As I mentioned when the parts arrived, I recently decided I wanted to build myself a Spiffchorder to play with, and, more generally, play with the VUSB Stack, which provides software USB for most AVR microcontrollers, using a few cents worth of extra passive components. This seems to be an excellent generic solution to the “Modern computers don’t have hobby-accessible I/O” problem for most applications. I’ve actually been using a VUSB device for a while since my usbtiny AVR programmer is an ATTiny2313 running VUSB with some additional support chips and code.
When I ordered parts, Newark was out of suitably-packaged ATMega168 chips, and their larger (RAM/ROM), pin-compatible sibling the ATMega328p was so close in cost I would have ordered them anyway. There is a warning(#8) about -p suffix chips (stands for PicoPower, meaning some additional power staving features) and VUSB, but it seems to be a simple problem with naming conventions in the interrupt vectors, and is fixed in recent versions.
I’ve been grabbing an hour here and there to put it together over the last week. So far, I’ve already spent some time on one of my favorite activities…
which produced a nice tight board (The back isn’t quite as neat, and the socket I ended up using suuccckkkks)
which, as far as I’ve discovered, had only one assembly error (the pull-up network on D- was between ground and… ground because I counted wrong), which was easily remedied.
While I was assembling I also put together a half-assed first approximation keyboard to test with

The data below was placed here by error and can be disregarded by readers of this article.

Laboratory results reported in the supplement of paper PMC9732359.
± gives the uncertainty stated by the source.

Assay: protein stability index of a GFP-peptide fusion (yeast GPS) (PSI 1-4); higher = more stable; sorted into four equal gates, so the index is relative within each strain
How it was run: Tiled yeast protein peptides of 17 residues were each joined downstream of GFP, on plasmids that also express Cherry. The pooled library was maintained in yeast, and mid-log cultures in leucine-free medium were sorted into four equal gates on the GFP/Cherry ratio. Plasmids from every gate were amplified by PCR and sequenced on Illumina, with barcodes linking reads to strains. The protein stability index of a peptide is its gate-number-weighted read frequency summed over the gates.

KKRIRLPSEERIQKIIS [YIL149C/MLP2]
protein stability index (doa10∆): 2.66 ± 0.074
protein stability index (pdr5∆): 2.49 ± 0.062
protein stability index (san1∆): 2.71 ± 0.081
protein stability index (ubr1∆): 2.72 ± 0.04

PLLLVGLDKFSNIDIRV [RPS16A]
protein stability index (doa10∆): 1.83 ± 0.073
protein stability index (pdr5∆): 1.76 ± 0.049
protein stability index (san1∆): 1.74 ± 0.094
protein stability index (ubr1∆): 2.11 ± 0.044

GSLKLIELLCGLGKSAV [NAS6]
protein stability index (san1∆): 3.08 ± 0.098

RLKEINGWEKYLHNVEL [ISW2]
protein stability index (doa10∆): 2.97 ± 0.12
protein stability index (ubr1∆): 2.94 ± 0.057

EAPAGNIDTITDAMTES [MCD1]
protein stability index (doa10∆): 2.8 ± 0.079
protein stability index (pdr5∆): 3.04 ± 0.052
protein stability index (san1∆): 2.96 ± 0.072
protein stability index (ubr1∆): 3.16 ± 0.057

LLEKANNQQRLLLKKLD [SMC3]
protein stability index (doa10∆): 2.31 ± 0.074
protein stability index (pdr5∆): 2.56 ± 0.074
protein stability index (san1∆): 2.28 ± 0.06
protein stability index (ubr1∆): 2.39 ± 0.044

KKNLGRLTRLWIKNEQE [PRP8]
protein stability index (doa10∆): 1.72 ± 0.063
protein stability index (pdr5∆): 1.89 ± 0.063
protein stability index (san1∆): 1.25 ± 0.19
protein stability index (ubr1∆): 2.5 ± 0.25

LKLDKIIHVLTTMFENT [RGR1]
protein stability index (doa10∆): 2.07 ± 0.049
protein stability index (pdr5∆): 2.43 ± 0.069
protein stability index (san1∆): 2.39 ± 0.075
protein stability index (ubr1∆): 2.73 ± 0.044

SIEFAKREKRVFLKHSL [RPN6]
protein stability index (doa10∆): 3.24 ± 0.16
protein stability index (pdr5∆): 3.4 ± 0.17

Which will eventually be upgraded… I’m thinking something flexible that can be clipped to the outside of my left pants pocket, or flopped on a flat surface such that the clip maintains the curvature, but I really just want to play with it and see how (un?)comfortable it is to use a chording keyboard. Maybe I’ll get bored and build a key-glove, those always look fun (and useless).
Now for the real problems… even after I fixed the wiring glitch, and touched up the code (minor fixes to make it recognize the 328p and set the fuses correctly), I wasn’t getting anything when plugged into USB. I borrowed a 168 from another project (and transparently swapped in a 328p there) to test the vanilla code, and it resulted in a board that generates a stream of errors like
usb 2-1.1.3: new low speed USB device using ehci_hcd and address 15 usb 2-1.1.3: device descriptor read/64, error -32
when plugged into any of my various Linux boxes. I then decided to upgrade the VUSB version (the one the 0.98 release is built against is truly ancient), which only took a few minutes of tampering to set up the usbconfig.h (and Makefile) to work with the Spiffchorder sources and IDs. Unfortunately, this only fixed the 328p problem… it now does exactly the same thing as the vanilla 168 version, and produces a string of USB enumeration errors when plugged in.
My understanding is that -32 errors are usually something to do with devices that aren’t correctly handled by ECHI (USB2) mode controllers, but a device that requires you disable ehci mode on a modern computer is pretty much useless, and it doesn’t appear VUSB should have that limitation. This is my current working tree, it seems to be at least as sound as the distributed version; when I get it working I’ll ping the original author about the update, and replace these if it turns out to be a software problem. I’m going to hook it up to some instrumentation on campus tomorrow to see if I can find the problem, I suspect something screwy with the voltages on the USB Data lines.